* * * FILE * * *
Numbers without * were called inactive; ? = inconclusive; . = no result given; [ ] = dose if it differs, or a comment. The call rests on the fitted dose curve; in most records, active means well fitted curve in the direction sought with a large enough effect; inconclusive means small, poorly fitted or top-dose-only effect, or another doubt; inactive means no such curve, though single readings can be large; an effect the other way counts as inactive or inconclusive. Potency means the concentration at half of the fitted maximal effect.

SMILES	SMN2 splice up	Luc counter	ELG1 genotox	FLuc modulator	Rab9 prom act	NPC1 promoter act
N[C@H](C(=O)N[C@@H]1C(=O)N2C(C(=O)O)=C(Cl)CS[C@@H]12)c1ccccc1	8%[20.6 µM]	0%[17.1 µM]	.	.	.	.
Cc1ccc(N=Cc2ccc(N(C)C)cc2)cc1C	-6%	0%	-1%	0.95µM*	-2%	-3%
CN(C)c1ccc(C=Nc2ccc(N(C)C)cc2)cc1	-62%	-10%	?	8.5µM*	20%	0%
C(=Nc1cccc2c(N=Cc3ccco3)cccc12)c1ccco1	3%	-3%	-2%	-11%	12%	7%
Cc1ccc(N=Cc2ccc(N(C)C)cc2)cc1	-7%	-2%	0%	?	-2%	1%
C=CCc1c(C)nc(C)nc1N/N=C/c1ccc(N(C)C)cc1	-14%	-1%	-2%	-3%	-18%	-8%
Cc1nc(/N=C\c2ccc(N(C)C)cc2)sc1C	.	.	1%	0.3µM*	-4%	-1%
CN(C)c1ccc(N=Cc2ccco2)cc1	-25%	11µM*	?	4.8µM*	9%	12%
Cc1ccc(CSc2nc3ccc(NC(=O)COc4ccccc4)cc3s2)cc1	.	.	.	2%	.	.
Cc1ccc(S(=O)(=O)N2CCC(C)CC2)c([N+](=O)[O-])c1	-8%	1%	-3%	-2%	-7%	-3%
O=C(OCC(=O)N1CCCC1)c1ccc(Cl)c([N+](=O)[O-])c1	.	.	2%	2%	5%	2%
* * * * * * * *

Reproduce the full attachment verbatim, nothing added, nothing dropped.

Numbers without * were called inactive; ? = inconclusive; . = no result given; [ ] = dose if it differs, or a comment. The call rests on the fitted dose curve; in most records, active means well fitted curve in the direction sought with a large enough effect; inconclusive means small, poorly fitted or top-dose-only effect, or another doubt; inactive means no such curve, though single readings can be large; an effect the other way counts as inactive or inconclusive. Potency means the concentration at half of the fitted maximal effect.

SMILES	SMN2 splice up	Luc counter	ELG1 genotox	FLuc modulator	Rab9 prom act	NPC1 promoter act
N[C@H](C(=O)N[C@@H]1C(=O)N2C(C(=O)O)=C(Cl)CS[C@@H]12)c1ccccc1	8%[20.6 µM]	0%[17.1 µM]	.	.	.	.
Cc1ccc(N=Cc2ccc(N(C)C)cc2)cc1C	-6%	0%	-1%	0.95µM*	-2%	-3%
CN(C)c1ccc(C=Nc2ccc(N(C)C)cc2)cc1	-62%	-10%	?	8.5µM*	20%	0%
C(=Nc1cccc2c(N=Cc3ccco3)cccc12)c1ccco1	3%	-3%	-2%	-11%	12%	7%
Cc1ccc(N=Cc2ccc(N(C)C)cc2)cc1	-7%	-2%	0%	?	-2%	1%
C=CCc1c(C)nc(C)nc1N/N=C/c1ccc(N(C)C)cc1	-14%	-1%	-2%	-3%	-18%	-8%
Cc1nc(/N=C\c2ccc(N(C)C)cc2)sc1C	.	.	1%	0.3µM*	-4%	-1%
CN(C)c1ccc(N=Cc2ccco2)cc1	-25%	11µM*	?	4.8µM*	9%	12%
Cc1ccc(CSc2nc3ccc(NC(=O)COc4ccccc4)cc3s2)cc1	.	.	.	2%	.	.
Cc1ccc(S(=O)(=O)N2CCC(C)CC2)c([N+](=O)[O-])c1	-8%	1%	-3%	-2%	-7%	-3%
O=C(OCC(=O)N1CCCC1)c1ccc(Cl)c([N+](=O)[O-])c1	.	.	2%	2%	5%	2%